Washington D.C.--It has been less than three months since Mike Enzi was sworn in as Wyoming's 20th United States Senator. Not a long time, but it has been an active time.
"I came to Washington with a vision that I could help make Wyoming and our country a better place to live, a better place for our children" said Enzi. "The legislation I am working on will do that. It's a great feeling to be part of building a better future for my state."
Enzi has a special understanding of Sweetwater County and the problems its residents face because of the same problems he's had to address in his own Campbell County. Enzi was a mayor and state legislator. He represented a community that depends on minerals and a government that would help, not hinder economic growth. He knows the importance of oil, natural gas and soda ash to the Wyoming economy and he knows all too well that a fluctuation in the market price or an overly burdensome mandate passed down from a faceless bureaucracy can mean the loss of jobs and another family packing for a move.
"I'm here to see that doesn't happen," said Enzi.
He is aware of the actions of the Green River Basin Advisory Council and he has followed with keen interest its relationship with the Department of the Interior. Enzi also called for an extended comment period and congressional oversight hearings on the Bureau of Land Management's proposed law enforcement regulation changes, which are important to area recreationists and ranchers who use those lands. He has been a voice for Western ideals, seeking
to give back more control to the individuals who have to live under the rules that are made.
A workhorse, not a show horse, is what he has been called in the past. The bridle still fits snugly. Just days after being sworn in, Enzi gave his maiden speech on the Senate floor in support of the Balanced Budget Constitutional Amendment. He was the first freshman to give a floor speech. Since that day he's given three other speeches in support of this bill and numerous other compelling statements in favor of legislation that will make the lives of our citizens better. During Enzi's first month he presided over the Senate more than any other senator.
Enzi is on the forefront of groundbreaking legislation that is vital to our way of life, as he pushes for the Balanced Budget Constitutional Amendment, the Family Friendly Workplace Act, and the Family Farm Alternative Minimum Tax Relief Act. These measures are designed to keep people working, allow families to be together and to ensure they keep more of what they earn. As the United States Senate's only accountant, he has been a leader in the effort to create a tax system that is both simple and fair to the American people. He is working to bring more of the powers of the Goliath-like federal government down to their rightful place, the local level, and to create an environment of reduced regulation to spur economic growth.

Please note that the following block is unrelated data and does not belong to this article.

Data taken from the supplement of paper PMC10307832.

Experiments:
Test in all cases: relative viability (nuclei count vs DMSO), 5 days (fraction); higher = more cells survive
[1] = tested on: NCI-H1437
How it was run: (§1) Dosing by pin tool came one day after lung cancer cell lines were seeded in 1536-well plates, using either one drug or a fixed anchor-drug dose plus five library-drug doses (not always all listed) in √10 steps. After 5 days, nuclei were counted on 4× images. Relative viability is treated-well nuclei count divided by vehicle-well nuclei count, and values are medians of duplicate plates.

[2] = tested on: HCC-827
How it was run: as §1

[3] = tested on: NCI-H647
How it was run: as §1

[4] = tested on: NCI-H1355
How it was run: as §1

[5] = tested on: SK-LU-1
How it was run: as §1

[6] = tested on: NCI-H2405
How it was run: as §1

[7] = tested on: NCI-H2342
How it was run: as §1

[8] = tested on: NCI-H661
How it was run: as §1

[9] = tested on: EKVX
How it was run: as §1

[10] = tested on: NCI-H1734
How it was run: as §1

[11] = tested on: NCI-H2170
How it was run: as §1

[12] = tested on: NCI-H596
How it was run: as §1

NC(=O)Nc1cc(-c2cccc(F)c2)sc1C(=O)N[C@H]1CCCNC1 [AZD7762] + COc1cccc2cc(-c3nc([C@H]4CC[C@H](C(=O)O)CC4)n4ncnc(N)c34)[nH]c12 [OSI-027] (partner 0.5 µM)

Enzi believes that of all the important work taking place in this Congress, the 105th Congress, nothing is more important than putting America's financial house in order, setting the trend to keep it in order for the generations to come.
"The economic future of America's families depends on what we do now. American families depend on a balanced federal budget," said Enzi. "My family is very important to me. I'm sure your families are important to you as well. Every day that passes without a balanced budget hurts our kids. The responsibility of the debt falls on the shoulders of our children and our grandchildren. Do you realize that unless we take the necessary steps to stop the growth of the incredible mountain of debt we now face, children born in 1991 will be forced to pay 84 cents on the dollar of their income in taxes when they become adults?"
Enzi was a cosponsor of the Family Friendly Workplace Act. This legislation would allow employees to choose compensatory time off, instead of overtime pay, for school activities and a whole range of other personal reasons without getting the government involved in certifying and documenting these events.
During the first few weeks of Enzi's term as senator he spoke against Internal Revenue Service (IRS) regulations that would have required farmers who use cash-basis accounting to figure their income in the year a contract is made, rather than in the year when the product is delivered and payment received. In other words, the IRS wanted to make farmers pay their taxes earlier, before they had the money they were paying taxes on. The agency changed its mind and decided not to enforce this rule, but Enzi is still following up with the Family Farm Alternative Minimum Tax Relief Act, which will guarantee farmers won't have to worry about the day the IRS might change its mind yet again.
Enzi is also deep into the fight against proposed Environmental Protection Agency (EPA) standards that may result in mandatory car pooling and bans on backyard barbeques and lawn mowing.
He said the EPA has yet to scientifically justify the proposed new standards.
"We must elevate science above politics," said Enzi.
Through Enzi's work on the Labor and Human Resources Committee, the Banking, Housing and Urban Affairs Committee, the Small Business Committee and the Special Committee on Aging he is gaining a foothold in the climb toward tax simplification and regulatory reform.
But while the issues that affect our country as a whole are of monumental importance, Enzi believes every individual problem must be attended to. His Sweetwater County Representative, Lyn Shanaghy, is available to help with problems ranging from veterans' concerns to questions about Social Security benefits, to passports and everything in between. Anyone who has a concern about a matter on the federal level, or who just needs more information about the federal government is encouraged to call the Enzi office at (307) 739-9507 or (202) 224-3424.